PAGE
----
Trends in academic progress 2012 3 9 r acialethnic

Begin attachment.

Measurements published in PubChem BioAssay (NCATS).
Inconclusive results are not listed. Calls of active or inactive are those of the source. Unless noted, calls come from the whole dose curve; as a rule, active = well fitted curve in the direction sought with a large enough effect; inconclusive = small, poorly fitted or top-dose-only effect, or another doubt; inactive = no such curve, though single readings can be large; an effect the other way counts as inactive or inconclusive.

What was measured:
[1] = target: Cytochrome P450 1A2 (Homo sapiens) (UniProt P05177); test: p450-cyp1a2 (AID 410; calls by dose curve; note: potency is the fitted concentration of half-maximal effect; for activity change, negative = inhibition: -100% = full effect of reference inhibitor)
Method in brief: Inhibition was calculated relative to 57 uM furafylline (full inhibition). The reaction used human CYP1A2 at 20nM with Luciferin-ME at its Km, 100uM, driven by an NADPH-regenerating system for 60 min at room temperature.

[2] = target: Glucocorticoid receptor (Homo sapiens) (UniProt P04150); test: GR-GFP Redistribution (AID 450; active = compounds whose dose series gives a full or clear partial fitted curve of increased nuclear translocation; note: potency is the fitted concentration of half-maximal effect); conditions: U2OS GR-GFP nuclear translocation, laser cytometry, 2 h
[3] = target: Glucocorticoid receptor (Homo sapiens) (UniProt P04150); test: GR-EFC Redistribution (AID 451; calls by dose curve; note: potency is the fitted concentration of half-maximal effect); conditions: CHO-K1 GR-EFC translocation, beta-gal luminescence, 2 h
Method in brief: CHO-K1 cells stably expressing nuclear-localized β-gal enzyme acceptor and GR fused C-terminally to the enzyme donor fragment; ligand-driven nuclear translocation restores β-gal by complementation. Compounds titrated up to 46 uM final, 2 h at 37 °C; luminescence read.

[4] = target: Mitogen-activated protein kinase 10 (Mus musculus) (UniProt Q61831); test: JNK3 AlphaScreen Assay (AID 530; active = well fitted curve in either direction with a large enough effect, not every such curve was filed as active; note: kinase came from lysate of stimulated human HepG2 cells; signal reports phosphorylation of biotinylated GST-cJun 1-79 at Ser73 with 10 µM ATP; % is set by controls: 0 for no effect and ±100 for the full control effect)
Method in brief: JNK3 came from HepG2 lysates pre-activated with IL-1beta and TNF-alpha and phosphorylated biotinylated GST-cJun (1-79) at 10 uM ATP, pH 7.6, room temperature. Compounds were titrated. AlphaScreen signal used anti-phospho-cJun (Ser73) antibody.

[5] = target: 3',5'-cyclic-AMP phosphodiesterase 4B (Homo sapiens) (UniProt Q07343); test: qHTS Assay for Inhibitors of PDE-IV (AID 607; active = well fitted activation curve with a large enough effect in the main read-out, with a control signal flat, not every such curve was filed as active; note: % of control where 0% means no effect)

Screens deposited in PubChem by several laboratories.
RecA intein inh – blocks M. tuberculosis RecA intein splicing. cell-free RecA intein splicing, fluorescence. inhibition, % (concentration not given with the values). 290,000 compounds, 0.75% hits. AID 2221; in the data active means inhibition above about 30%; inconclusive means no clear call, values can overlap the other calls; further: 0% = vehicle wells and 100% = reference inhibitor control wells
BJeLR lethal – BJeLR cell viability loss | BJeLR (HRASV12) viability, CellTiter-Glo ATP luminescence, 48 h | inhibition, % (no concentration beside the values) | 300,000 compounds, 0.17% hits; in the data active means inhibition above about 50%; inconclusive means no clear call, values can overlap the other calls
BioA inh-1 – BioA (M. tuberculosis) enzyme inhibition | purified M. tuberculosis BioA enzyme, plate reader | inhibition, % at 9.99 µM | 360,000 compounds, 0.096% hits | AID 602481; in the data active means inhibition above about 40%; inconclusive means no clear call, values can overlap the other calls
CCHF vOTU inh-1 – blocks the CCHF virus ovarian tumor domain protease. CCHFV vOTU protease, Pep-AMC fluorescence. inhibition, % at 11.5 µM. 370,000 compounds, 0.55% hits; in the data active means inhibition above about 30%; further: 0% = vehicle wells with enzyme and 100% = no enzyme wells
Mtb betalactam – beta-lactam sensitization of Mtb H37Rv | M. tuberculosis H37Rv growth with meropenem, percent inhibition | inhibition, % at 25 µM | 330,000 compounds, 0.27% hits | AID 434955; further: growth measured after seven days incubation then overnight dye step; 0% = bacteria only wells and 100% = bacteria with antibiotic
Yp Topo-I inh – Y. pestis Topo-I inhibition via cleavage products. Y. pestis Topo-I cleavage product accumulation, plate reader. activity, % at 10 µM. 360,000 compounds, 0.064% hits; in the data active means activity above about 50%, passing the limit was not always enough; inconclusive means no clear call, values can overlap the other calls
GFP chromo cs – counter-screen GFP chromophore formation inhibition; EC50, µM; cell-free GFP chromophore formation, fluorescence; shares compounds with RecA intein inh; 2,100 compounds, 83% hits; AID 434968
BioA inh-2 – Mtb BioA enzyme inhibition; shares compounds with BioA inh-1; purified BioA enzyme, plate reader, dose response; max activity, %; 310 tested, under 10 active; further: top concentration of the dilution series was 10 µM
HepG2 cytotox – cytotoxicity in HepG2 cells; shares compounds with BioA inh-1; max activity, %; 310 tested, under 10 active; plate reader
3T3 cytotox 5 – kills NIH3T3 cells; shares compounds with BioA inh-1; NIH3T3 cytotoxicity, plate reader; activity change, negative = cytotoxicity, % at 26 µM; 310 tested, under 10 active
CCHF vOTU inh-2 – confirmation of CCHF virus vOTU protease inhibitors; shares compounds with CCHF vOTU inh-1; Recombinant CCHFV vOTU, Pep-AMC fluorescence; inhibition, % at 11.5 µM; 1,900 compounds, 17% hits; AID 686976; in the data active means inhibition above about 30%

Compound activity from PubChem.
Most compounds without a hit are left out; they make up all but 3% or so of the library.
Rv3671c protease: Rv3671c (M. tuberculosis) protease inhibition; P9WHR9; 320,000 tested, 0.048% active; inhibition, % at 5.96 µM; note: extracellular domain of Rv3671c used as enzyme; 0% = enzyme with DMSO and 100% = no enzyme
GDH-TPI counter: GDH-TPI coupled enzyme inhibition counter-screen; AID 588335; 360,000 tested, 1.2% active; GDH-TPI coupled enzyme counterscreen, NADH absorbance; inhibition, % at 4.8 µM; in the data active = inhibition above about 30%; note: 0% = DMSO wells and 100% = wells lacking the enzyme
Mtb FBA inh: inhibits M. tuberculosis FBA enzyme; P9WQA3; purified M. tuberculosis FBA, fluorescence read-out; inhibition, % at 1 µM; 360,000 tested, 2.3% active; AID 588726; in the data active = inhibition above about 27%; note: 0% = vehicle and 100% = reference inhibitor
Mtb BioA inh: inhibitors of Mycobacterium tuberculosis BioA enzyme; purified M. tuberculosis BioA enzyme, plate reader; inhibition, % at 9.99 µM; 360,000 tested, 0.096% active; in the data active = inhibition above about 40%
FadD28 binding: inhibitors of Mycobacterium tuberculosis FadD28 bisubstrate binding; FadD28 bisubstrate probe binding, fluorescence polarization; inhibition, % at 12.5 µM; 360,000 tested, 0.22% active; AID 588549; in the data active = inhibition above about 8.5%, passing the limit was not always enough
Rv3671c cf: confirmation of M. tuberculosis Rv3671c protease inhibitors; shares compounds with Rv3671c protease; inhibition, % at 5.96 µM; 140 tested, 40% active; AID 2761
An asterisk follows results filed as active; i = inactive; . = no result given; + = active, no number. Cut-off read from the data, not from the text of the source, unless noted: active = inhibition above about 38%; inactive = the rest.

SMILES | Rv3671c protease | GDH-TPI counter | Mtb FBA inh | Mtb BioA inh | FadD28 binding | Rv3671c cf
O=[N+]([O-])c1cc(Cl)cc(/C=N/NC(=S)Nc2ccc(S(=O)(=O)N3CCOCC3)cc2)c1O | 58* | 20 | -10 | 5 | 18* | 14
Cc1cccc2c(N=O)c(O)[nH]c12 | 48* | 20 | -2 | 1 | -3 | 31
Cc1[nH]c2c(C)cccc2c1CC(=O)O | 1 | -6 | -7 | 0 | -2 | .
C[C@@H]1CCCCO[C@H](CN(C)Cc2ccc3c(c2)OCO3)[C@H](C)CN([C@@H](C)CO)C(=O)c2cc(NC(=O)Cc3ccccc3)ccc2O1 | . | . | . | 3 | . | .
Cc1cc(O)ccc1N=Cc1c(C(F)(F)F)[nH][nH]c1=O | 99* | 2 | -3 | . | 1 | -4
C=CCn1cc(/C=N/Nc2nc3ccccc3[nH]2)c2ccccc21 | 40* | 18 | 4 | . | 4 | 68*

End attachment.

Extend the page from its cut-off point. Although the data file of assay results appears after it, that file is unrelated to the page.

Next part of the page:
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Unformatted text preview: e mathematics scores for 17-yearolds increased 4 points from the first assessment year for White students, 18 points for Black students, and 17 points for Hispanic students. The changing makeup of the student population is one reason why the overall average score for 17-year-olds has not changed significantly even though student groups within the overall population are making gains. When an increase in the proportion of typically lower performing students is accompanied by a decrease in the proportion of higher performing students, the overall average score can remain unchanged even though the average scores for both higher and lower performing groups increase. This phenomenon is known as Simpson’s paradox. Figure 27. Trend in NAEP mathematics average scores and score gaps for White and Black 17-year-old students The White – Black score gap narrowed 14 points since 1973. * Significantly different (p < .05) from 2012. 1 Extrapolated data adjusting for the limited number of questions from the 1973 mathematics assessment in common with the assessments that followed. NOTE: Black includes African American. Race categories exclude Hispanic origin. Score gaps are calculated based on differences between unrounded average scores. Figure 28. Trend in NAEP mathematics average scores and score gaps for White and Hispanic 17-year-old students The White – Hispanic score gap narrowed 14 points since 1973. * Significantly different (p < .05) from 2012. 1 Extrapolated data adjusting for the limited number of questions from the 1973 mathematics assessment in common with the assessments that followed. NOTE: White excludes students of Hispanic origin. Hispanic includes Latino. Score gaps are calculated based on differences between unrounded average scores. SOURCE: U.S. Department of Education, Institute of Education Sciences, National Center for Education Statistics, National Assessment of Educational Progress (NAEP), various years, 1973–2012 Long-Term Trend Mathematics Assessments. 4 0 THE NATION’S REPORT CARD GENDER GAPS Gender gap for 17-year-olds narrows from 1973 The 2012 reading results show female students scoring higher on average than male students at all three ages, but this is not the case in mathematics. In 2012, there were no significant gender gaps in mathematics at ages 9 and 13 (figure 29 At age 17, male students scored higher in mathematics than female students. ). The gender gap in 2012 at age 17, however, was narrower than in 1973 due to the increase in the average score for female students. Figure 29. Trend in NAEP mathematics average scores and score gaps for 9-, 13-, and 17-year-old students, by gender Age 9 Age 13 Age 17 The gender gap narrowed 4 points since 1973. # Rounds to zero. * Significantly different (p < .05) from 2012. 1 Negative numbers indicate that the average score for male students was lower than the score for female students. 2 Extrapolated data adjusting for the limited number of questions from the 1973 mathematics assessment in comm...
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